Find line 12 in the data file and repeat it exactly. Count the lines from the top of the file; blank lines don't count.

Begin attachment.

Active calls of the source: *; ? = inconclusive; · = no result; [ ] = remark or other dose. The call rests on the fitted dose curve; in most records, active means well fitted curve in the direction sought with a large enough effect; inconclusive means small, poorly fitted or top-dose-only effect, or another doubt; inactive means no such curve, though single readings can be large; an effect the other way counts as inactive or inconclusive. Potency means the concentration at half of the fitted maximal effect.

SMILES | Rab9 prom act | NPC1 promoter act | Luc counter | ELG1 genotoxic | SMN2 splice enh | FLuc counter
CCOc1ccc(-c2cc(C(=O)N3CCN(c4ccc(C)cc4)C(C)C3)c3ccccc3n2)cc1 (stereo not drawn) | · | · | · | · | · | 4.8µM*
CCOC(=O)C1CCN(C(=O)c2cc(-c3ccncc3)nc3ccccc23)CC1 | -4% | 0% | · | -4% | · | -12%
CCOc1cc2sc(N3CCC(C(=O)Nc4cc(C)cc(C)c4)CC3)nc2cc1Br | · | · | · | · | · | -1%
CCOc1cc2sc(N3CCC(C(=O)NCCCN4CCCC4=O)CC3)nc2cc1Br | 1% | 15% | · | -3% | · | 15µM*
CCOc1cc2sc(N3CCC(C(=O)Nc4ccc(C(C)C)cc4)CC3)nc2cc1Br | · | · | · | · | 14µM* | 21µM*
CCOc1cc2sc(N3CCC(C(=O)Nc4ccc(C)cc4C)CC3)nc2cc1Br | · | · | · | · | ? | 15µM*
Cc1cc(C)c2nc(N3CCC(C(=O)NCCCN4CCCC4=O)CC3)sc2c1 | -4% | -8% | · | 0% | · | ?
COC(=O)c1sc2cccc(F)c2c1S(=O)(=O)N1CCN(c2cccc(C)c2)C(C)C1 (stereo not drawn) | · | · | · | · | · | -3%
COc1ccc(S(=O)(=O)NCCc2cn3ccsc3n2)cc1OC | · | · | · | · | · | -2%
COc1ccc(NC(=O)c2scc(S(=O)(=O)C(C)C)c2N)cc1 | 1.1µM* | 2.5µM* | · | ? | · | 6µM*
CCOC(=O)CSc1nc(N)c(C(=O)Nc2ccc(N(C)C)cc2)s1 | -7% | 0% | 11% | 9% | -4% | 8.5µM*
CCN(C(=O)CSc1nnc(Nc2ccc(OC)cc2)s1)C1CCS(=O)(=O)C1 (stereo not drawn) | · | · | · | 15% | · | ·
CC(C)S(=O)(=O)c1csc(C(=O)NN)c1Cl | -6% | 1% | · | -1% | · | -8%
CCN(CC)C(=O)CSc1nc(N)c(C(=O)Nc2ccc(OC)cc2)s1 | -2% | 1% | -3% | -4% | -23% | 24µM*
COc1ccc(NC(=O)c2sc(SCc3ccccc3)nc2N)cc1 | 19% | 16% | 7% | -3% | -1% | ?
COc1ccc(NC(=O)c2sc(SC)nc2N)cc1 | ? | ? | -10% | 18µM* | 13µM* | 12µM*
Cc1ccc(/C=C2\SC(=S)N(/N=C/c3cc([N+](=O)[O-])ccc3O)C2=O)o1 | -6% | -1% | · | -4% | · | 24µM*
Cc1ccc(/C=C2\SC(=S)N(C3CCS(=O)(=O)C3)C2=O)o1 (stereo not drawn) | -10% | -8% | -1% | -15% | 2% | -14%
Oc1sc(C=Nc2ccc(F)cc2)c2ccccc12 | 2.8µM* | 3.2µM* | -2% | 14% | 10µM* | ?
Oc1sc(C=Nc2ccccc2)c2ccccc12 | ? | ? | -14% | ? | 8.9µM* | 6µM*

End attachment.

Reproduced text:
COc1ccc(NC(=O)c2scc(S(=O)(=O)C(C)C)c2N)cc1 | 1.1µM* | 2.5µM* | · | ? | · | 6µM*